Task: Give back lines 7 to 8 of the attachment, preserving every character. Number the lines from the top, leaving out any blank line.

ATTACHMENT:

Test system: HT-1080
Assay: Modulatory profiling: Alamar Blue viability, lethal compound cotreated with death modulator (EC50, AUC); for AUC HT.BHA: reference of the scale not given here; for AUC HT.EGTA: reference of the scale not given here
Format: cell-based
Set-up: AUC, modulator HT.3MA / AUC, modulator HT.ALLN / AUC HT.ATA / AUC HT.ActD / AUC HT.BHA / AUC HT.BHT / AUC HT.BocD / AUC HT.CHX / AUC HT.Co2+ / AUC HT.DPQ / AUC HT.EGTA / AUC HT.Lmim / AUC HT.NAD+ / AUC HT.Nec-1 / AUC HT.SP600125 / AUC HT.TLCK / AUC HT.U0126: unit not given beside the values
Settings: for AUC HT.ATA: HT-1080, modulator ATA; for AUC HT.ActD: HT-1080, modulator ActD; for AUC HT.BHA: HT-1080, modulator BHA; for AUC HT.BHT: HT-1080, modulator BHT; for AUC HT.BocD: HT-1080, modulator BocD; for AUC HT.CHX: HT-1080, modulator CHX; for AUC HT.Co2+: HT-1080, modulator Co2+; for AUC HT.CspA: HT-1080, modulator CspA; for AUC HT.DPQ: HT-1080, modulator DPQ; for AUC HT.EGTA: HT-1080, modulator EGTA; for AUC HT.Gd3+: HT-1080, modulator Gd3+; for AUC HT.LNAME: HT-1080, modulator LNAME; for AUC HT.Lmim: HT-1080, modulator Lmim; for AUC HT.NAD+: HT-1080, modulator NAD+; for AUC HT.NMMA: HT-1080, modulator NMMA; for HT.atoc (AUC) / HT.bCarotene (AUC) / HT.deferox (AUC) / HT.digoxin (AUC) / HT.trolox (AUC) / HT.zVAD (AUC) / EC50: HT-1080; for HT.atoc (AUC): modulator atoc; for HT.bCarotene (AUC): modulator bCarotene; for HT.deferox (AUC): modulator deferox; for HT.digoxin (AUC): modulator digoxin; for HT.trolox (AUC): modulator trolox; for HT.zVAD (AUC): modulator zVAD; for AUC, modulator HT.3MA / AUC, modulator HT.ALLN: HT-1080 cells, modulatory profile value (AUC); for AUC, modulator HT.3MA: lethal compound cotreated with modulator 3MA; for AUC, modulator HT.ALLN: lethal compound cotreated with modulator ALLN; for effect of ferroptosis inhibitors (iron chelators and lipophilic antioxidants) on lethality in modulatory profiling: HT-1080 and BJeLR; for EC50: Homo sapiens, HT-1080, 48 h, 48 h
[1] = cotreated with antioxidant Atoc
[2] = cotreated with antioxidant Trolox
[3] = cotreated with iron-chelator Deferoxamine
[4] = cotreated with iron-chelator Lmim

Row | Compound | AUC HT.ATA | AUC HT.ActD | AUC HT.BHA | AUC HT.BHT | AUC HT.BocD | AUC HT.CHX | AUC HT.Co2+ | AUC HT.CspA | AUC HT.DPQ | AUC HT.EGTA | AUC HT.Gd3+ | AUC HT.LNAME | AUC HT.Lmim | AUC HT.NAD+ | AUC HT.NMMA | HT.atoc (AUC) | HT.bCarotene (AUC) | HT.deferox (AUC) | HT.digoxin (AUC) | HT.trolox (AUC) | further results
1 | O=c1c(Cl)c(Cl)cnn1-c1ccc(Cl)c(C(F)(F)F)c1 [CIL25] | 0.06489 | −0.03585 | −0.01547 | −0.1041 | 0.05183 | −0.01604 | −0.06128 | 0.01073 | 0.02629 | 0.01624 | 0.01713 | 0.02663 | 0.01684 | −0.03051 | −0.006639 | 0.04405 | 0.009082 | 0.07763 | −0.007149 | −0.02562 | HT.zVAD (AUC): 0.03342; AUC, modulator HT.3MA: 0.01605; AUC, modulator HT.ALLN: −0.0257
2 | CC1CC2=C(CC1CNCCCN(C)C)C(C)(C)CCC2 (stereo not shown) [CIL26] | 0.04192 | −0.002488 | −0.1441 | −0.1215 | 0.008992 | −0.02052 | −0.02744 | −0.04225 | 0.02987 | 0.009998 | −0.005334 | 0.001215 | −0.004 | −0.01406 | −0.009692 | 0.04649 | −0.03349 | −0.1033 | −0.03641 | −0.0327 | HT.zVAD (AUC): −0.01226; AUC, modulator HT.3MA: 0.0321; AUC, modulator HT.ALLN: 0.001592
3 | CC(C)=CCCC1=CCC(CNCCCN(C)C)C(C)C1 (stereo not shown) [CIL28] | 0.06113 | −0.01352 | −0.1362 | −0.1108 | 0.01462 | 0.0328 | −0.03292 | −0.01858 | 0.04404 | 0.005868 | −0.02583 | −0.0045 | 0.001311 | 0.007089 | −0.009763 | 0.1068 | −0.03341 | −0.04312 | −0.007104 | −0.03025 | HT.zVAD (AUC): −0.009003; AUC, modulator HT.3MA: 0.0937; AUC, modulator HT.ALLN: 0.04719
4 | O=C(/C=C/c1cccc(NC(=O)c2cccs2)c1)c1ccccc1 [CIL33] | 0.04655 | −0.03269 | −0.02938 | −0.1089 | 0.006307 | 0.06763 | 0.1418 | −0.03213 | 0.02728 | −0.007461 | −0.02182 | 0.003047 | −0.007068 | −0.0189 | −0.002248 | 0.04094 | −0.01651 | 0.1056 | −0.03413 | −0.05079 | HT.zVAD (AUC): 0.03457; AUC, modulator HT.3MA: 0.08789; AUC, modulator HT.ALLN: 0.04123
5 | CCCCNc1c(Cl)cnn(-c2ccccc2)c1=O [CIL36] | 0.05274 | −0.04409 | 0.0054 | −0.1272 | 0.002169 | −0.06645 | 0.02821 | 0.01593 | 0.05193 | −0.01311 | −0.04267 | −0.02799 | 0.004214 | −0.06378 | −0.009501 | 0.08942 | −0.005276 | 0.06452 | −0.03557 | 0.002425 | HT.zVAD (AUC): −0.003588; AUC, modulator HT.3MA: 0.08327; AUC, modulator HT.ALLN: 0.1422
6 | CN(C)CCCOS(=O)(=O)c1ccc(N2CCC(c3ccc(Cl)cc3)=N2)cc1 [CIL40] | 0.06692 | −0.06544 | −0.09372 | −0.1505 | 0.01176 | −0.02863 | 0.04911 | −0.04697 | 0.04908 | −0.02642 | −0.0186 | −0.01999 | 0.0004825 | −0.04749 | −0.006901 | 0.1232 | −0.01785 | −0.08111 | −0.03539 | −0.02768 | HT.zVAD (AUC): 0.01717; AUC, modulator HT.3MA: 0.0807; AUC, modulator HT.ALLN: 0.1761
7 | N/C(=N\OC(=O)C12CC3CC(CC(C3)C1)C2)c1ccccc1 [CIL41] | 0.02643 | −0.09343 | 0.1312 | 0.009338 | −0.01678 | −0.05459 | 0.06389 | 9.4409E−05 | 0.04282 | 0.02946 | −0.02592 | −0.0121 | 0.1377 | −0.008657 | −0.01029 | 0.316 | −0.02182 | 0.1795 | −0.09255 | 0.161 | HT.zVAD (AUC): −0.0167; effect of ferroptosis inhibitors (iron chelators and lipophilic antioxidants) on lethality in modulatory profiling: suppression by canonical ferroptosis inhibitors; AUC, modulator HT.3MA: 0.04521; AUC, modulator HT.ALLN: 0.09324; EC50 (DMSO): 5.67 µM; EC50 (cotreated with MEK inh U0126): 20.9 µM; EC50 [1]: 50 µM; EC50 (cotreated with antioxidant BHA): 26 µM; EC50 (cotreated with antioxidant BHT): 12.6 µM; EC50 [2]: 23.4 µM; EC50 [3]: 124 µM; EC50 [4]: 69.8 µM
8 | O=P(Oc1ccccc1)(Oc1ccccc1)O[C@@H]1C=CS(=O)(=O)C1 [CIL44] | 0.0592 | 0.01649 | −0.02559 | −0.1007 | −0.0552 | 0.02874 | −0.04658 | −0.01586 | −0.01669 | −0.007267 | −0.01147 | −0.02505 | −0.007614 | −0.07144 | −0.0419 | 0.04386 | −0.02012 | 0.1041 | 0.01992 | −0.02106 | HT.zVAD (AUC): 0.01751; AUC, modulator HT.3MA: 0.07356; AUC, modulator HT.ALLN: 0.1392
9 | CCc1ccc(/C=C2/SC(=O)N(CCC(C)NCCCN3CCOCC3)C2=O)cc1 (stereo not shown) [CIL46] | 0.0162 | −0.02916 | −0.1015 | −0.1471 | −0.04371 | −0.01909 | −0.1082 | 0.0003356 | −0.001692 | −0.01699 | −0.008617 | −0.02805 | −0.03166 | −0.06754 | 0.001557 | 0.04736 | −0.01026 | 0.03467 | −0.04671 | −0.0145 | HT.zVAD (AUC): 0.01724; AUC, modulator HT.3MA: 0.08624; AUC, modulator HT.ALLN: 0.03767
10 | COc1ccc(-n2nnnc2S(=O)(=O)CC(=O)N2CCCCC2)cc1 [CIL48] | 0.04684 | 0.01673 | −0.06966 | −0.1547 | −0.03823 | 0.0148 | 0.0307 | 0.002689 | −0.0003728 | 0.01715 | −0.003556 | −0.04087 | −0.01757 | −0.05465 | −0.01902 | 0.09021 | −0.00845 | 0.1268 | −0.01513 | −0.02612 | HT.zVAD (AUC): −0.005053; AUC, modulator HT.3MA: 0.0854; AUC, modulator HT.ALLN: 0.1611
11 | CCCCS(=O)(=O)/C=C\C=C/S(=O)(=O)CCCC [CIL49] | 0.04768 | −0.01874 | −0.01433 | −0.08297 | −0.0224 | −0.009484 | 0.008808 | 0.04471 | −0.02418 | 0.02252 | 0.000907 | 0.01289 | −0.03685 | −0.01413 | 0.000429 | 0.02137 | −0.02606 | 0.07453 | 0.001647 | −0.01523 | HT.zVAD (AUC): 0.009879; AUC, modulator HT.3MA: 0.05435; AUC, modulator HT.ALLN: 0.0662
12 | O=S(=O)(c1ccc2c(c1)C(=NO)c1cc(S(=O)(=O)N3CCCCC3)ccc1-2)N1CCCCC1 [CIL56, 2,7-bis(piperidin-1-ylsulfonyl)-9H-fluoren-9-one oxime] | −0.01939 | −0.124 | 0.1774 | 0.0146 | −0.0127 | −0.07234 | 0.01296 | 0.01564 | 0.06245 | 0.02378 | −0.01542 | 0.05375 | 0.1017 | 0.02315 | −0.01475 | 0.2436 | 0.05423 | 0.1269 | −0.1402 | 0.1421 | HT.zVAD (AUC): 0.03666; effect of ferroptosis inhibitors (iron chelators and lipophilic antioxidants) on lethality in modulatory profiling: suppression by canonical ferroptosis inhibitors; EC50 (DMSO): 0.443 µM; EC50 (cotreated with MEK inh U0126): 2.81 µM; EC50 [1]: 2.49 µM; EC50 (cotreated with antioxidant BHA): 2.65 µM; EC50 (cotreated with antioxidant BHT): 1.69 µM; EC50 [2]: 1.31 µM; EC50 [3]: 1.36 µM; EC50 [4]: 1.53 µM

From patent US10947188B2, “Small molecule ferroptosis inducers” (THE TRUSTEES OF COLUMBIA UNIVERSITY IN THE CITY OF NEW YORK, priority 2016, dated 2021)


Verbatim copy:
[2] = cotreated with antioxidant Trolox
[3] = cotreated with iron-chelator Deferoxamine